(2nd of August)
Waking up at 6 today for a 9am start wasted any chance I had of a slight lay-in. It’s not like I did anything productive with that extra time either, unless you count aimlessly staring at a laptop for 2 hours ‘productive’ (you obviously don’t), but when Bubpha arrived to pick me up I at least had the car’s air conditioning at my disposal, meaning that I got some gloriously cool sleep on the ride to Khao Yai.
This weekend’s trip had been organised by PuJan, one of Watphachi School’s teachers, so there were two cars full of us travelling down to the national park. The journey consisted of a lot of stops for reasons I’m not really sure of but we arrived outside Khao Yai’s park at about midday and stopped for some somtam, which was just as mind-numbingly spicy as it normally is. Still, we were in a new place, and I was excited about what interesting stuff could possibly crop up around here. So the first order of business on this amazing new adventure?
An amusement park for sheep.
I suppose that sheep are quite rare in Thailand and I’m sure that many locals see them as exciting, but living in England where they are literally everywhere I didn’t really see why they deserved their own amusement park, neither could I muster much enthusiasm about going there when we had a massive intriguing forest right next to us. Still, monkeys are fairly common here, so maybe this was similar to my obsession with them in Bubpha’s and other Thai resident’s eyes (similar, but not the same, because monkeys are far better.)
The 50 baht entry I paid supplied me with some large blades of grass to feed the sheep with, who much like over-excited dogs (looking at you Cody) jumped up to get me to feed them. I spent most of my time with the sheep who had wool that looked like Jamaican dreadlocks though. He was all kinds of cool.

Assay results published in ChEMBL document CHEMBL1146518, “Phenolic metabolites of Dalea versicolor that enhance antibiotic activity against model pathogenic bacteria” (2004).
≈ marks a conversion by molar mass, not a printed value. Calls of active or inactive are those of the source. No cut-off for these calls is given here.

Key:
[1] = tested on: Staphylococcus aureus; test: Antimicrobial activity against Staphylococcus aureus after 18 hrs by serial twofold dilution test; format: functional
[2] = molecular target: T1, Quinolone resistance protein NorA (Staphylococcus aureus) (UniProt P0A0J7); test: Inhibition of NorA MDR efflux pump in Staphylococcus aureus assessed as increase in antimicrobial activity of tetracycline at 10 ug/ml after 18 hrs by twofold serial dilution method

We made it into Khao Yai national park after that, but not before Bubpha spent a great deal of time taking photos of me in front of the sign. We had a short while to drive up but stopped a few times for photo opportunities and to admire the impressive views, plus I found a wedding photography session taking place that I unsubtly dropped in on.
At the camp site I rented a tent and managed to set it up quite competently, only getting stumped at the sleeping bag I had also rented as some idiot had tied the string used to open the bag up, making it near-impossible to get into. Eventually I grew tired with trying to figure it out and wandered off to a walkway into the forest whilst food was being cooked by the others, coming across some tranquil lakes. Bubpha and her next door neighbour’s son who had also come on the trip caught up and we ventured to the beginning stages of one of the park’s waterfalls, where I manoeuvred around the current to dip my feet in the water without falling in.
The food was ready once we got back and since all of the chairs were taken I found a place on the mat we had out, now currently covered in plates and utensils. In Thai culture men are expected to sit cross-legged when they’re on the ground, so whilst I tried to find a position to sit in Bubpha ‘corrected’ me and I had little choice with legs folded on a surface that kept digging into them. At least I had food to comfort myself with.
At 8 we were picked up on a truck and went out for a night safari around the park. Although for the first 10 minutes there were no signs of anything we eventually came across a few grazing deer and an elephant which excited many people, but I ended up getting very frustrated as my camera wouldn’t take any good photos in the lack of light. Eventually I gave up and accepted just watching the happenings of the night-time as we moved along.
Nobody really stayed up that late; whilst I had brought the school guitar with me there was a loud noise curfew after 10 so I didn’t get much of a chance to play it when we got back. I felt tired pretty tired so sleep seemed like a good option anyway; whilst the group were all good company, the appeal of sitting around a camp until the early hours is a bit limited when you’re not with anyone who can speak the same language at you. The complete failure to get any decent night safari pictures had also annoyed me a bit too, and I was left wanting a bit more out of the day than I’d actually got from it. As it turned out, the next day would make up for that a bit.